Similar concepts and terms
In the world of web design and development, the term “user-centered design” is often used. It is a synonym for “human-centered design”.
A more detailed observation, however, reveals slight differences between these two concepts: while “user-centered design” takes into account target users in a very concrete way, “human-centered design” opens up to other stakeholders, who are also likely to interact with the application or the product.
In the case of a parcel delivery application, for example, the deliverers are not the only people surveyed: the recipients of the parcels, as well as the employees responsible for processing and evaluating the application’s data within the transport company, are also questioned. Also, in the case of a children’s game application, parents and legal guardians are also taken advantage of, etc.
User experience design is another term with similar connotations. Here again, the aim is to improve the user experience by making the product more pleasant and the application more intuitive. However, measures are only implemented once the main characteristics of the product have been defined by the project team. Unlike “human-centered design”, in which the user is integrated from the start of the product development process.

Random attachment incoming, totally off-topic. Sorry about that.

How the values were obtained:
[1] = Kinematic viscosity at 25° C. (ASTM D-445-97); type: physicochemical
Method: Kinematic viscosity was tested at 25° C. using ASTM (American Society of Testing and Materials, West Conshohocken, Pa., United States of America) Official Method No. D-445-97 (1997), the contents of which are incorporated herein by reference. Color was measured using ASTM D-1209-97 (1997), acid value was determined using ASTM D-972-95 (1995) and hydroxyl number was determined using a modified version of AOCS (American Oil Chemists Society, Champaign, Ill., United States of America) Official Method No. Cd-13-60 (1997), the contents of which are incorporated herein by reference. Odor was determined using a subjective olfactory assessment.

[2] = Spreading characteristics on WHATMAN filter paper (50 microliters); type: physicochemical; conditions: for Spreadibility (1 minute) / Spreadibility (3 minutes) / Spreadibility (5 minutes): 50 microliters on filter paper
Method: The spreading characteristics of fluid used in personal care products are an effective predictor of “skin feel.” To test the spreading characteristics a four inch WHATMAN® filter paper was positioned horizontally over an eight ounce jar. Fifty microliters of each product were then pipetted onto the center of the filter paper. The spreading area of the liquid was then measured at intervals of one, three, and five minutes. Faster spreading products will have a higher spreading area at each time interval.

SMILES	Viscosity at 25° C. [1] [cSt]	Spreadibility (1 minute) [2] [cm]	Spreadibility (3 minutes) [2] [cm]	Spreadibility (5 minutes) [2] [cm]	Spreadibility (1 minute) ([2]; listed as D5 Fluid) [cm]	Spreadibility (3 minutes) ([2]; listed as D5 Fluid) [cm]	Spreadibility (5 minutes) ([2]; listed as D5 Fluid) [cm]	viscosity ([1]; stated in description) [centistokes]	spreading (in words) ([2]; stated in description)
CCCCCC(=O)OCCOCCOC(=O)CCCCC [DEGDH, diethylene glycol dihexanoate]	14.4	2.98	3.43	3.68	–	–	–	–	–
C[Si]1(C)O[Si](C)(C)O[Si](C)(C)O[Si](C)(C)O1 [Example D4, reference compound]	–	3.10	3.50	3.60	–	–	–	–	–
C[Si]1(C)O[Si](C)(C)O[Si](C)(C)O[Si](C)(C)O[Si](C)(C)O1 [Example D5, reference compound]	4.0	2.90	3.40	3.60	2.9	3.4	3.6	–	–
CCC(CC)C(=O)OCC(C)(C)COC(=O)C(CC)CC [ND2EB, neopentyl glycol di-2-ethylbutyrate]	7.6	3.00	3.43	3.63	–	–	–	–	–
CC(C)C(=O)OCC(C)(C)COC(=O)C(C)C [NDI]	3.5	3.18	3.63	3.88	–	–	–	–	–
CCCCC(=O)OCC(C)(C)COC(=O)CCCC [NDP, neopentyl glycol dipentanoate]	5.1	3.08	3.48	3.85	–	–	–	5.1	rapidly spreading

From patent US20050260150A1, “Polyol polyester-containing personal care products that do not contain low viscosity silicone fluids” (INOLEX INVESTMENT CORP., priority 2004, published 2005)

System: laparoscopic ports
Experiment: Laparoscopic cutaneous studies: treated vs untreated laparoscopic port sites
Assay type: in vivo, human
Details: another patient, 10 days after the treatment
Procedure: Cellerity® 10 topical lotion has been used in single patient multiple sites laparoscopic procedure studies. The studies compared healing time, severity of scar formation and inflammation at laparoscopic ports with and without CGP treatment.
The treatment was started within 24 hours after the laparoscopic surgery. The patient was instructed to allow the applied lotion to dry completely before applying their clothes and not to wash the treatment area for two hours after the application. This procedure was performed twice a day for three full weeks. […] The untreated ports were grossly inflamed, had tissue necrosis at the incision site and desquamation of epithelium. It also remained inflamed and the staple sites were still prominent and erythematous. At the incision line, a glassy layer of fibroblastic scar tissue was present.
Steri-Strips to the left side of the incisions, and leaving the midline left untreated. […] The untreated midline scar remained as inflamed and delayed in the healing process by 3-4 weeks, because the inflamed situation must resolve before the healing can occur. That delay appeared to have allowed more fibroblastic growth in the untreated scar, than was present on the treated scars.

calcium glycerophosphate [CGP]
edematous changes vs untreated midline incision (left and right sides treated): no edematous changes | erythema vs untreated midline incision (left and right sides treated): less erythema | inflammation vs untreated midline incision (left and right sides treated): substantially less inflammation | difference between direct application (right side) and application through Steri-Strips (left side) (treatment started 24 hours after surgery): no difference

A concept also close to “human-centered design” is “ human-centered design thinking ”. In both cases, users are placed at the heart of the process. In either case, potential users are interviewed early on and prototypes are iteratively improved. However, while “human-centered design” focuses on usability and user experience, “design thinking” applies more to the development of innovative creative products. To do this, the method aims to question existing solutions and develop innovations.